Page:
Background: The Northern Ontario School of Medicine (NOSM) opened in 2005 with a social accountability mandate to contribute to improving the health of the people and communities of Northern Ontario. NOSM recruits students from Northern Ontario or similar backgrounds and provides Distributed Community Engaged Learning in over 90 clinical and community settings located in the region, a vast underserved rural part of Canada. This paper presents outcomes for graduates of NOSM’s undergraduate and postgraduate medical education programs with emphasis on NOSM’s social accountability mandate.
Methods: NOSM and the Centre for Rural and Northern Health Research (CRaNHR) used mixed methods that include administrative data from NOSM and external sources, as well as surveys and interviews of students, graduates and other informants.
Results: 92% of all NOSM students come from Northern Ontario with substantial inclusion of Aboriginal (7%) and Francophone (22%) students. 62% of NOSM graduates have chosen family practice (predominantly rural) training. 94% of the doctors who completed undergraduate and postgraduate education with NOSM are practising in Northern Ontario. The socio-economic impact of NOSM included: new economic activity, more than double the School’s budget; enhanced retention and recruitment for the universities and hospitals/health services; and a sense of empowerment among community participants attributable in large part to NOSM.
Discussion: There are signs that NOSM is successful in graduating doctors who have the skills and the commitment to practice in rural/remote communities and that NOSM is having a largely positive socio-economic impact on Northern Ontario.
Keywords: Social Accountability; Community Engagement; Distributed Medical Education
Yu Han Ong, Issac Lim, Keng Teng Tan, Mark Chan, Wee Shiong Lim
Background: Shared leadership, a team property whereby leadership is distributed among team members, is increasingly salient in interprofessional team-based care. There is currently no validated scale to measure shared leadership in healthcare teams. We aim to describe the developmental and validation of the Clinical Shared Leadership Scale (CSLS) in the context of interprofessional geriatrics care.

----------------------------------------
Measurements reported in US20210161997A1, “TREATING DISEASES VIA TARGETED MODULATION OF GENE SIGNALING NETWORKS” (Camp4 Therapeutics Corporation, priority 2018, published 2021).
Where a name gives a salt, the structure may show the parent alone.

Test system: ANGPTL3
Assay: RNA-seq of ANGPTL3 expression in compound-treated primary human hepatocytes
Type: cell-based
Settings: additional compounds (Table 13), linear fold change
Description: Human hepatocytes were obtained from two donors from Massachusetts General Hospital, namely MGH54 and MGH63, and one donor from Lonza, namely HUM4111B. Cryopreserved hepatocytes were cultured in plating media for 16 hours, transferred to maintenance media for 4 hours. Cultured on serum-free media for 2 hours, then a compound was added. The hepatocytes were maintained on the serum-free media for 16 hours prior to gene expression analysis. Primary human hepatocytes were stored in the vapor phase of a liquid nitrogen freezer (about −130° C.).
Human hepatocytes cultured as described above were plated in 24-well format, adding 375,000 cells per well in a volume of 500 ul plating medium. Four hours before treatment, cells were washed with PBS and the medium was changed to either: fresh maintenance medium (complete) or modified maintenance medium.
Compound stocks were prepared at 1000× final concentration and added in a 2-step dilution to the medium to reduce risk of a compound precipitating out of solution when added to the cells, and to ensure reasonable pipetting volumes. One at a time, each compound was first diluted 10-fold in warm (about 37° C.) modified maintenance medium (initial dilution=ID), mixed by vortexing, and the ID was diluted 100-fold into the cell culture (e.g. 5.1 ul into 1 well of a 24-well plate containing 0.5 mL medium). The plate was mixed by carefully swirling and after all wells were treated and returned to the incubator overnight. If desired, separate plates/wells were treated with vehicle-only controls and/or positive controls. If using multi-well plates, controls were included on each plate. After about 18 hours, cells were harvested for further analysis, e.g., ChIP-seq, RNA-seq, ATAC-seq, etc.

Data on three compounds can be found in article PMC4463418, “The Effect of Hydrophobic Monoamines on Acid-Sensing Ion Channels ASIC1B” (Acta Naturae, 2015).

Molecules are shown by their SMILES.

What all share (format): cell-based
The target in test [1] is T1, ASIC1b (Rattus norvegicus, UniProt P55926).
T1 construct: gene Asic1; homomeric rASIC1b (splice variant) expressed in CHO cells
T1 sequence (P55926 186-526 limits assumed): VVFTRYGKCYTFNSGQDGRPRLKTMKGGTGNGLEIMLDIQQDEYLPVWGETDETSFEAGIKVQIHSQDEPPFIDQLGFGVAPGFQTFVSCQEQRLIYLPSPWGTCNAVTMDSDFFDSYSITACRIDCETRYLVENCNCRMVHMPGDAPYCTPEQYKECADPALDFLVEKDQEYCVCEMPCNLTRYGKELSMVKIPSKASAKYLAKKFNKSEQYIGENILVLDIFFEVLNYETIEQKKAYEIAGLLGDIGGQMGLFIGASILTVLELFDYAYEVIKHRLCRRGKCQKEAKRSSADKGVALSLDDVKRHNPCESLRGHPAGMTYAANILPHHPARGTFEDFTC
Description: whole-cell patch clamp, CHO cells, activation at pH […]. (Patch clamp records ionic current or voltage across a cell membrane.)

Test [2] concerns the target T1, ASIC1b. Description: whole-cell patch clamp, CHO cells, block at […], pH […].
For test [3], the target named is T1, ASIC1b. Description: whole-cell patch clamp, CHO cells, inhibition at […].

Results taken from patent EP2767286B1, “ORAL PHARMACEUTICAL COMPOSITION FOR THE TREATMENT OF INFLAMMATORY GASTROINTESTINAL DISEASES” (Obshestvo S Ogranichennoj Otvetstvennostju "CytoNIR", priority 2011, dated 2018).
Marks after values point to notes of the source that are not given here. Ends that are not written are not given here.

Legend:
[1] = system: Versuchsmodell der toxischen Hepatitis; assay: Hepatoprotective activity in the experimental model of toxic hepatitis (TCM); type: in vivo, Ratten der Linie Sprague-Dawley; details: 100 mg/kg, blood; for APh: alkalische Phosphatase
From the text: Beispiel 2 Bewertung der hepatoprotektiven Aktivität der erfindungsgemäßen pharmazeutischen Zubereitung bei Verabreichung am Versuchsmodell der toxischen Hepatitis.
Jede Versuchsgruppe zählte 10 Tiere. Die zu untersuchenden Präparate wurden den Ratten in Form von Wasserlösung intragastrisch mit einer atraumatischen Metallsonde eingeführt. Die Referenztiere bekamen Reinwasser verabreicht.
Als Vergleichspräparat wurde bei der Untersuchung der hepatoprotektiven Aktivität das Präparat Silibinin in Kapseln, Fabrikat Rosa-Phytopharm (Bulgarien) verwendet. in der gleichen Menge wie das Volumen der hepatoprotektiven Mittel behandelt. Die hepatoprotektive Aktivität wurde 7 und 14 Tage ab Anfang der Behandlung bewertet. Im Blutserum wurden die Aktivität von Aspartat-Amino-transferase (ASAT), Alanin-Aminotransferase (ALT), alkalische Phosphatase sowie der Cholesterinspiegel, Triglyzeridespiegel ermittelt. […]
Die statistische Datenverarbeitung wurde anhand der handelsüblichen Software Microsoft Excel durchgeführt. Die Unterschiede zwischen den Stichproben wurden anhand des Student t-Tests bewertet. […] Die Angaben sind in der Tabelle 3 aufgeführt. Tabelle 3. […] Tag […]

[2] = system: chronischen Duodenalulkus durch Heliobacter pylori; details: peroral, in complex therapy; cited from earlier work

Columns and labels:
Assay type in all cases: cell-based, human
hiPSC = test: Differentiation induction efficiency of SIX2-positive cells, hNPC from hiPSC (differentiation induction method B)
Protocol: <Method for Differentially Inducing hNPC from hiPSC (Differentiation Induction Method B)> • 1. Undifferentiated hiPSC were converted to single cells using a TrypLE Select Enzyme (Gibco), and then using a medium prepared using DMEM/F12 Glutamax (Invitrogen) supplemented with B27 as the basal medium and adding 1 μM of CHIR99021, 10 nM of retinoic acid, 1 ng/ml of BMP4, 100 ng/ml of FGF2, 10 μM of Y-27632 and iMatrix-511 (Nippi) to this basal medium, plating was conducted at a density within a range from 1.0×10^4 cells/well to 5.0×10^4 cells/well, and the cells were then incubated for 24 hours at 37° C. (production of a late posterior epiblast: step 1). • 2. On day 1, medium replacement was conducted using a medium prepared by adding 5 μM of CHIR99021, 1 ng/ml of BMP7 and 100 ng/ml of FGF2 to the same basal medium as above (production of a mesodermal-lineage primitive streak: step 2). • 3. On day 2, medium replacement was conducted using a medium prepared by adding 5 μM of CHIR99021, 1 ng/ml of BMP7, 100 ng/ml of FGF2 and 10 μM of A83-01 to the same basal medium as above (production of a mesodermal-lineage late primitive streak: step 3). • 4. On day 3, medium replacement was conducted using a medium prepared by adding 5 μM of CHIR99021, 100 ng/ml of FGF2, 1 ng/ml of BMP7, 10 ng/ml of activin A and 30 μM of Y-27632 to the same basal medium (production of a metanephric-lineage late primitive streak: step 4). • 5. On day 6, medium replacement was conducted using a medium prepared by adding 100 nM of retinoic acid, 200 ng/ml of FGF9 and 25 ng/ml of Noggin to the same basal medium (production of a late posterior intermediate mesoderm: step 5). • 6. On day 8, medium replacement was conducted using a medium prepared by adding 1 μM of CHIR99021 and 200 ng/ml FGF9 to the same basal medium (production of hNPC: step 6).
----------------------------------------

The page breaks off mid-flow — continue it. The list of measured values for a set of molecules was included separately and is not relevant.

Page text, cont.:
Methods: We adapted the CSLS from the Woods (2005) and Carson (2007) scales that were originally used to study management teams. We collected survey data from 115 healthcare professionals who attended interprofessional team meetings (IPTM) in two subacute geriatrics ward. We analyzed internal consistency using Cronbach’s α, as well as construct, convergent, divergent, concurrent and predictive validity using exploratory factor analysis (EFA), inferential statistics and logistic regression.
Results: The 14-item CSLS scale has mean score of 52.32±4.86 (range: 14-70). The scale exhibited high internal reliability (Cronbach’s α=0.76). EFA identified three factors, namely social cohesion, joint involvement, and hierarchical structure (α: 0.76, 0.80 and 0.46 respectively). The good correlation of CSLS total score with internal team environment (ITE) (r=0.78, p<.01) and transactive memory system (TMS) (r=0.65, p<.01) supports convergent validity, whereas poor correlation with task complexity (r=0.17, p=.08) corroborates divergent validity. CSLS total scores increase significantly with increasing number of IPTM attended, higher ITE and higher TMS scores (p<.05), indicating concurrent validity. CSLS total and factor scores, with the exception of factor 3, predicted satisfaction outcomes.
Conclusion: The CSLS is a reliable and valid measure to assess shared leadership in interprofessional team meetings. The third factor, hierarchical structure, merits further study.
Keywords: Clinical Shared Leadership Scale, Interprofessional team, Shared leadership, Validation, Geriatrics
Jie Ming Nigel Fong, Ming Jin Eugene Gan, Yan Zheng Daniel Lim, Jing Hao Nicholas Ngiam, Lok Kin Wesley Yeung, Sook Muay Tay
The surgical physical examination is a fundamental part of medical training. We describe our experience with a near-peer teaching program for surgical physical examination skills, which involved senior medical students tutoring junior students starting their clinical rotations. We assessed scores on an Objective Structured Clinical Examination of the abdominal, vascular, and lumps examination before and after teaching. There was improvement in scores for all examinations and overall positive feedback from all students. This suggests that near-peer teaching may be a useful adjunct to faculty-led teaching of clinical skills.
Keywords: Near Peer Teaching; Physical Examination; Surgery
A curriculum is an important component of a medical program because it is the source of information that learners, teachers and external stakeholders use to understand what learners will experience on their journey to recognition as a medical graduate. While many focus on and debate the content of a medical curriculum, with some suggestions that there should be national curricula for each jurisdiction or even a global curriculum for all medical programs, the curriculum content is only one factor to consider when designing, revising or accrediting a curriculum. Just as important are the alignment with the program’s mission and health workforce needs, the presence of agreed graduate outcomes, the theoretical bases of the curriculum, the prior learning of commencing students, the curriculum implementation models, the assessment of student progress and program evaluation processes. This paper presents a framework for this more holistic approach to reviewing a curriculum, proposing triangulation of information from several sources – documents, websites, learners, teachers and employers – and considering several accreditation standards that impact on curriculum design and delivery.
Keywords: Curriculum design; curriculum review; accreditation; social accountability; program evaluation